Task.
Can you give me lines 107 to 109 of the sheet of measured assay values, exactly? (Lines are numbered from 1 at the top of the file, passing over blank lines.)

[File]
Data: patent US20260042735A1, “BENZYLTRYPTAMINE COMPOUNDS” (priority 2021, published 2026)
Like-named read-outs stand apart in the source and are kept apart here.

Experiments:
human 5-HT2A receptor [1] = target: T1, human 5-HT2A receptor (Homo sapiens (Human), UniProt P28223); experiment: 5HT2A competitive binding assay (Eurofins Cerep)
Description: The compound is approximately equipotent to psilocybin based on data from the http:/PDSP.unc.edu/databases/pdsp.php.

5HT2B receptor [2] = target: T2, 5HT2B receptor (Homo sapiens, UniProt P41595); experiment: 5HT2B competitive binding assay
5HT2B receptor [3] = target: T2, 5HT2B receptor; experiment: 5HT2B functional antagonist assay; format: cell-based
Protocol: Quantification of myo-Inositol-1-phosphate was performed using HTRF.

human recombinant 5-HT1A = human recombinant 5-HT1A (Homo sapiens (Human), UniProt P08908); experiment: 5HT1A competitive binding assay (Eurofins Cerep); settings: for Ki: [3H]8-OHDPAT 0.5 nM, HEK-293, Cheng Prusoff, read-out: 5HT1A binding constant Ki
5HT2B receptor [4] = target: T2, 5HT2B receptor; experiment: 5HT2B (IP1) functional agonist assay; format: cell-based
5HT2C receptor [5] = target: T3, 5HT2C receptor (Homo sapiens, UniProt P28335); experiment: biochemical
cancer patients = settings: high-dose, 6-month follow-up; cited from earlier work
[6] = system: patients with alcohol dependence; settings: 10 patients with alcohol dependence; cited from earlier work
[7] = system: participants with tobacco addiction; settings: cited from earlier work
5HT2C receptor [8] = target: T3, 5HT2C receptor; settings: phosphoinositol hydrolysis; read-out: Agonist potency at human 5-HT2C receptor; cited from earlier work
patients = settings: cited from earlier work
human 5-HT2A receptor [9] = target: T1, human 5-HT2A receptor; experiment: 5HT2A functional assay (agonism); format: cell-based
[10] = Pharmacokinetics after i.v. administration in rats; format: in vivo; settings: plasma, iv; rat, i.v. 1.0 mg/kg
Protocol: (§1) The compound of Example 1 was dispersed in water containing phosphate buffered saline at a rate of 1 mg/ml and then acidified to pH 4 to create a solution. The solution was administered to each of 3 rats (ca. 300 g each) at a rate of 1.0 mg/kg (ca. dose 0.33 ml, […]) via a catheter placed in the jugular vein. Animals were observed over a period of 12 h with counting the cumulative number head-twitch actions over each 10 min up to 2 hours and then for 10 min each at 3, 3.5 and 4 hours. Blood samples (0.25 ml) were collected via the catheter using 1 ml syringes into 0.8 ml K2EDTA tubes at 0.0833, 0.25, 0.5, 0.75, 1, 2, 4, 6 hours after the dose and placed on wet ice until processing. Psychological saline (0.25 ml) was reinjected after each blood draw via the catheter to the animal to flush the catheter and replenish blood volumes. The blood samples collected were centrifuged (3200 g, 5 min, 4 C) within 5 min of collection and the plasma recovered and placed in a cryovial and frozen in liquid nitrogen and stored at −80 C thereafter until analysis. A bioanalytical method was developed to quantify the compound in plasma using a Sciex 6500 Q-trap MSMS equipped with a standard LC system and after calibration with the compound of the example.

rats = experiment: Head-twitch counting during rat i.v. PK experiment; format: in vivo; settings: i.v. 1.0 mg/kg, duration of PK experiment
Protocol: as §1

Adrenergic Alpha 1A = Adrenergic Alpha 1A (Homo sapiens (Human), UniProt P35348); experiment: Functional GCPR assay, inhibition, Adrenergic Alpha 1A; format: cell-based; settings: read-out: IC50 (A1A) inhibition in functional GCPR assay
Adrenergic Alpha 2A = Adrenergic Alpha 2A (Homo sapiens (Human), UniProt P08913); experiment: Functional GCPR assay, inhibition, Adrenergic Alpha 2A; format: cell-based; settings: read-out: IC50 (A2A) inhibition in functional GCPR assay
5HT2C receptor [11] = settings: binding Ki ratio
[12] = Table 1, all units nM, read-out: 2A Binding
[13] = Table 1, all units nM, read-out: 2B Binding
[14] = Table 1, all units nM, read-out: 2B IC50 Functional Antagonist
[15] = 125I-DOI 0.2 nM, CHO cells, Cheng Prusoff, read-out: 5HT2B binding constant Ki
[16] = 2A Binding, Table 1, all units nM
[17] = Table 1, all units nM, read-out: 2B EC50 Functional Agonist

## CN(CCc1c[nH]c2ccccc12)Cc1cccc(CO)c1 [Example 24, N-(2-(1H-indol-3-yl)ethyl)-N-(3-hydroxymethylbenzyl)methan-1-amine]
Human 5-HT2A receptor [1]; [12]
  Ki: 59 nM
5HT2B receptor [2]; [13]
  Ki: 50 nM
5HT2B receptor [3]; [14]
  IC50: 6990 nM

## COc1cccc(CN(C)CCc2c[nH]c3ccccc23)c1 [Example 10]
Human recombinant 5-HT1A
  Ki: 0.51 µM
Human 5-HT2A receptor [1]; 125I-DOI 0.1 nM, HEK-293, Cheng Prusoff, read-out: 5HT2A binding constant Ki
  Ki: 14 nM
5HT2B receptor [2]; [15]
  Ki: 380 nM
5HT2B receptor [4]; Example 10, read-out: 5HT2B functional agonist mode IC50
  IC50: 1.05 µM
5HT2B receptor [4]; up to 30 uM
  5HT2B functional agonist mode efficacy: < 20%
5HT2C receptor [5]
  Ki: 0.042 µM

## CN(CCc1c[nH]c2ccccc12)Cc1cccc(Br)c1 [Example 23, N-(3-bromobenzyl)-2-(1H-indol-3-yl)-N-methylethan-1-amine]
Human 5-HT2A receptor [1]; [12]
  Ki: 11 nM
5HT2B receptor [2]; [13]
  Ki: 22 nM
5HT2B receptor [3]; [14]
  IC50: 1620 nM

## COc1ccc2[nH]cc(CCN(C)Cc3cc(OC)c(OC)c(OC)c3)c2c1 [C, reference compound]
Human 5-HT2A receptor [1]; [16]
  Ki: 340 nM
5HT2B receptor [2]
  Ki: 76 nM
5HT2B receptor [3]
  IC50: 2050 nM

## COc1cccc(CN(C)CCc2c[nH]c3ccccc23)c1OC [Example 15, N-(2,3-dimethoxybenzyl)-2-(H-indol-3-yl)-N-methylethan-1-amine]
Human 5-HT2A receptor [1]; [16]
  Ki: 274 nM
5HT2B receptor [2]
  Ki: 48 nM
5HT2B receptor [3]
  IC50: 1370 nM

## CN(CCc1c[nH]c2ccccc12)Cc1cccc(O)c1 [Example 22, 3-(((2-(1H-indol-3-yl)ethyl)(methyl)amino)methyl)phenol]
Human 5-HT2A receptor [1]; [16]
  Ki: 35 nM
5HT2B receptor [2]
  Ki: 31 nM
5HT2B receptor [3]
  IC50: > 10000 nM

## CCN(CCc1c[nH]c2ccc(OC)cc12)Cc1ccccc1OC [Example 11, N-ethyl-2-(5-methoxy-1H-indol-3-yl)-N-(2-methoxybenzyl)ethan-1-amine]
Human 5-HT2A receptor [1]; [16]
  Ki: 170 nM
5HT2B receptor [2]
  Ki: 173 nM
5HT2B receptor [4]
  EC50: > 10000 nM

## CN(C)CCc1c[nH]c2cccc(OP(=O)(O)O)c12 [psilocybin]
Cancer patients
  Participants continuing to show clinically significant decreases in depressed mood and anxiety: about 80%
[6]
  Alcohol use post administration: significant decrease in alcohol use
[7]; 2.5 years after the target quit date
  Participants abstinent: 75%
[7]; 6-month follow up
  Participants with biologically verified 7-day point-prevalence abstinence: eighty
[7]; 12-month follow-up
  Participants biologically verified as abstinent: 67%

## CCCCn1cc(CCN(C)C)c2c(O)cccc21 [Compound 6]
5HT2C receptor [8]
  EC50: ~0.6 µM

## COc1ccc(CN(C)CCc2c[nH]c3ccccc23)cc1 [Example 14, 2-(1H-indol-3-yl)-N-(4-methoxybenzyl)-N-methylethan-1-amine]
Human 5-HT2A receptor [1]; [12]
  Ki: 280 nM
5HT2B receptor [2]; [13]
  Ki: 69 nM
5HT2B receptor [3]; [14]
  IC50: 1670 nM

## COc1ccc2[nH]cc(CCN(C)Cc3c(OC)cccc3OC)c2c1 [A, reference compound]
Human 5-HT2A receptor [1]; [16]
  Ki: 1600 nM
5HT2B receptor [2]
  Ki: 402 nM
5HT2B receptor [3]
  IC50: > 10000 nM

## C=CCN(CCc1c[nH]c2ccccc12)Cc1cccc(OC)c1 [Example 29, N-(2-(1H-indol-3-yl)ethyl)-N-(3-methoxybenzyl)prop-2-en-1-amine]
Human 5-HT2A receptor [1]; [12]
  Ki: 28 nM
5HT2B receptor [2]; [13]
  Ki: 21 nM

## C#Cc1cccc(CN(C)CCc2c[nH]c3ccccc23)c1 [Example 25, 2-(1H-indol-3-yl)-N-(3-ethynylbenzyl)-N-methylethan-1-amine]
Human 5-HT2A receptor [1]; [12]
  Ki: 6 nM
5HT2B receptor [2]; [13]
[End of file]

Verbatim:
## COc1ccc2[nH]cc(CCN(C)Cc3c(OC)cccc3OC)c2c1 [A, reference compound]
Human 5-HT2A receptor [1]; [16]
  Ki: 1600 nM